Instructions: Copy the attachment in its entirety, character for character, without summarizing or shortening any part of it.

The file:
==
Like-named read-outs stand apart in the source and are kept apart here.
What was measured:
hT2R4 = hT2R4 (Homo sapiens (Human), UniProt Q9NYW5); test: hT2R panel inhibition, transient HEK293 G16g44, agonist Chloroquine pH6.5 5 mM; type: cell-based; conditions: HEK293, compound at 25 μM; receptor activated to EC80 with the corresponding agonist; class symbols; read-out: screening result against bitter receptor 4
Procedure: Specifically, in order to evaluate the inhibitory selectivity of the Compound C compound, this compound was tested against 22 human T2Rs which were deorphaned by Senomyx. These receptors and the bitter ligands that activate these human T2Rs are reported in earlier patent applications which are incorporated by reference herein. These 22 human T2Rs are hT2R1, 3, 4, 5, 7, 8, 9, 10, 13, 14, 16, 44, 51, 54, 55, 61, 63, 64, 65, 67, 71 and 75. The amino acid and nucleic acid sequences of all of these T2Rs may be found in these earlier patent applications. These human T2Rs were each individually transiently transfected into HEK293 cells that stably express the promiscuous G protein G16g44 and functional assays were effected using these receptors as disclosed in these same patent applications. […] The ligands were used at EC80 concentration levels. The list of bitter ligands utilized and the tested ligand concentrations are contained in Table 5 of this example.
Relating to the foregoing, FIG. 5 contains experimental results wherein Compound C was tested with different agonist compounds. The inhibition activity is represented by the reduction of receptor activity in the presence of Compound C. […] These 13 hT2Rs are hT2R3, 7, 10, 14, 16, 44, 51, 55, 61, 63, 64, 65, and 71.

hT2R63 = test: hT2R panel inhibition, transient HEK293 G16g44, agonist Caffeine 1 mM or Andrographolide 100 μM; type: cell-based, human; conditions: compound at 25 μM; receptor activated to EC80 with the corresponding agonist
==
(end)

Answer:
Like-named read-outs stand apart in the source and are kept apart here.
What was measured:
hT2R4 = hT2R4 (Homo sapiens (Human), UniProt Q9NYW5); test: hT2R panel inhibition, transient HEK293 G16g44, agonist Chloroquine pH6.5 5 mM; type: cell-based; conditions: HEK293, compound at 25 μM; receptor activated to EC80 with the corresponding agonist; class symbols; read-out: screening result against bitter receptor 4
Procedure: Specifically, in order to evaluate the inhibitory selectivity of the Compound C compound, this compound was tested against 22 human T2Rs which were deorphaned by Senomyx. These receptors and the bitter ligands that activate these human T2Rs are reported in earlier patent applications which are incorporated by reference herein. These 22 human T2Rs are hT2R1, 3, 4, 5, 7, 8, 9, 10, 13, 14, 16, 44, 51, 54, 55, 61, 63, 64, 65, 67, 71 and 75. The amino acid and nucleic acid sequences of all of these T2Rs may be found in these earlier patent applications. These human T2Rs were each individually transiently transfected into HEK293 cells that stably express the promiscuous G protein G16g44 and functional assays were effected using these receptors as disclosed in these same patent applications. […] The ligands were used at EC80 concentration levels. The list of bitter ligands utilized and the tested ligand concentrations are contained in Table 5 of this example.
Relating to the foregoing, FIG. 5 contains experimental results wherein Compound C was tested with different agonist compounds. The inhibition activity is represented by the reduction of receptor activity in the presence of Compound C. […] These 13 hT2Rs are hT2R3, 7, 10, 14, 16, 44, 51, 55, 61, 63, 64, 65, and 71.

hT2R63 = test: hT2R panel inhibition, transient HEK293 G16g44, agonist Caffeine 1 mM or Andrographolide 100 μM; type: cell-based, human; conditions: compound at 25 μM; receptor activated to EC80 with the corresponding agonist